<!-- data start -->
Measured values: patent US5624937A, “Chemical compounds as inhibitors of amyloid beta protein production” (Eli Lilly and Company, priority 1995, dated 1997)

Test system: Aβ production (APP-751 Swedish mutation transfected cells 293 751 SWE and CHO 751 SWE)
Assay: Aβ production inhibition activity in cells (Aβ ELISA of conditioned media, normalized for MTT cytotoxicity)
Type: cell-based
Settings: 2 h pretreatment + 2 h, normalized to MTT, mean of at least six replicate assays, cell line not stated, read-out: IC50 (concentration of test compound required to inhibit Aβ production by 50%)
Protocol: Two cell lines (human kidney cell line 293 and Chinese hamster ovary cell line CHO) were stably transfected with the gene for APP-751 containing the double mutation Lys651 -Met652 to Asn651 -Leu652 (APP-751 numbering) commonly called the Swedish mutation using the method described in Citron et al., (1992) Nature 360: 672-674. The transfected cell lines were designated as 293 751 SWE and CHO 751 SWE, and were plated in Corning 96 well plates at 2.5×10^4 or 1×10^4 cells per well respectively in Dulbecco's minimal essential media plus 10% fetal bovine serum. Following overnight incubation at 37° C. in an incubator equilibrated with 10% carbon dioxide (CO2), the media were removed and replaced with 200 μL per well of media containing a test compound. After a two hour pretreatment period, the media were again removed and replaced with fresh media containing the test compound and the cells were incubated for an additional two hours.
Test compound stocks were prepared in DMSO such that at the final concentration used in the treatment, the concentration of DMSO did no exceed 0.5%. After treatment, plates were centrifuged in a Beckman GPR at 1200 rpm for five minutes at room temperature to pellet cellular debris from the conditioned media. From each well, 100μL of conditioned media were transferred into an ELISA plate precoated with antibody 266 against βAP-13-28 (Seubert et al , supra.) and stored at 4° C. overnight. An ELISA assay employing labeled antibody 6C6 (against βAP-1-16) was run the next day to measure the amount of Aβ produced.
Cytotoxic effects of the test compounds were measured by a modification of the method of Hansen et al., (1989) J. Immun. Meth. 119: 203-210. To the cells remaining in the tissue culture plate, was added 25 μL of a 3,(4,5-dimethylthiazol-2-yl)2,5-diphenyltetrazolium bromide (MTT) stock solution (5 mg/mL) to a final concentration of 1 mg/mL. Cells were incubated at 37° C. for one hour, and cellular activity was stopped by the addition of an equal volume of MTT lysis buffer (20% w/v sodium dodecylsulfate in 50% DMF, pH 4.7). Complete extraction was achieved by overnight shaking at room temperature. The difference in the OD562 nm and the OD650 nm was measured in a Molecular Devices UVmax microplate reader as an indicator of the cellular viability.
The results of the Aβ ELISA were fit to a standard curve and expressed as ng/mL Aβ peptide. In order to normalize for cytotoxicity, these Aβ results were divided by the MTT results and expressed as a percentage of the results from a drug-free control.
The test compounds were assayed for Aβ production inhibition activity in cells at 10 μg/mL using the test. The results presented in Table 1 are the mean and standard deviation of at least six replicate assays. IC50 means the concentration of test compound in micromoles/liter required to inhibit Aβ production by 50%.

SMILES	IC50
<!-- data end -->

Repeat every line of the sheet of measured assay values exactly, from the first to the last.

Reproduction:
Measured values: patent US5624937A, “Chemical compounds as inhibitors of amyloid beta protein production” (Eli Lilly and Company, priority 1995, dated 1997)

Test system: Aβ production (APP-751 Swedish mutation transfected cells 293 751 SWE and CHO 751 SWE)
Assay: Aβ production inhibition activity in cells (Aβ ELISA of conditioned media, normalized for MTT cytotoxicity)
Type: cell-based
Settings: 2 h pretreatment + 2 h, normalized to MTT, mean of at least six replicate assays, cell line not stated, read-out: IC50 (concentration of test compound required to inhibit Aβ production by 50%)
Protocol: Two cell lines (human kidney cell line 293 and Chinese hamster ovary cell line CHO) were stably transfected with the gene for APP-751 containing the double mutation Lys651 -Met652 to Asn651 -Leu652 (APP-751 numbering) commonly called the Swedish mutation using the method described in Citron et al., (1992) Nature 360: 672-674. The transfected cell lines were designated as 293 751 SWE and CHO 751 SWE, and were plated in Corning 96 well plates at 2.5×10^4 or 1×10^4 cells per well respectively in Dulbecco's minimal essential media plus 10% fetal bovine serum. Following overnight incubation at 37° C. in an incubator equilibrated with 10% carbon dioxide (CO2), the media were removed and replaced with 200 μL per well of media containing a test compound. After a two hour pretreatment period, the media were again removed and replaced with fresh media containing the test compound and the cells were incubated for an additional two hours.
Test compound stocks were prepared in DMSO such that at the final concentration used in the treatment, the concentration of DMSO did no exceed 0.5%. After treatment, plates were centrifuged in a Beckman GPR at 1200 rpm for five minutes at room temperature to pellet cellular debris from the conditioned media. From each well, 100μL of conditioned media were transferred into an ELISA plate precoated with antibody 266 against βAP-13-28 (Seubert et al , supra.) and stored at 4° C. overnight. An ELISA assay employing labeled antibody 6C6 (against βAP-1-16) was run the next day to measure the amount of Aβ produced.
Cytotoxic effects of the test compounds were measured by a modification of the method of Hansen et al., (1989) J. Immun. Meth. 119: 203-210. To the cells remaining in the tissue culture plate, was added 25 μL of a 3,(4,5-dimethylthiazol-2-yl)2,5-diphenyltetrazolium bromide (MTT) stock solution (5 mg/mL) to a final concentration of 1 mg/mL. Cells were incubated at 37° C. for one hour, and cellular activity was stopped by the addition of an equal volume of MTT lysis buffer (20% w/v sodium dodecylsulfate in 50% DMF, pH 4.7). Complete extraction was achieved by overnight shaking at room temperature. The difference in the OD562 nm and the OD650 nm was measured in a Molecular Devices UVmax microplate reader as an indicator of the cellular viability.
The results of the Aβ ELISA were fit to a standard curve and expressed as ng/mL Aβ peptide. In order to normalize for cytotoxicity, these Aβ results were divided by the MTT results and expressed as a percentage of the results from a drug-free control.
The test compounds were assayed for Aβ production inhibition activity in cells at 10 μg/mL using the test. The results presented in Table 1 are the mean and standard deviation of at least six replicate assays. IC50 means the concentration of test compound in micromoles/liter required to inhibit Aβ production by 50%.

SMILES	IC50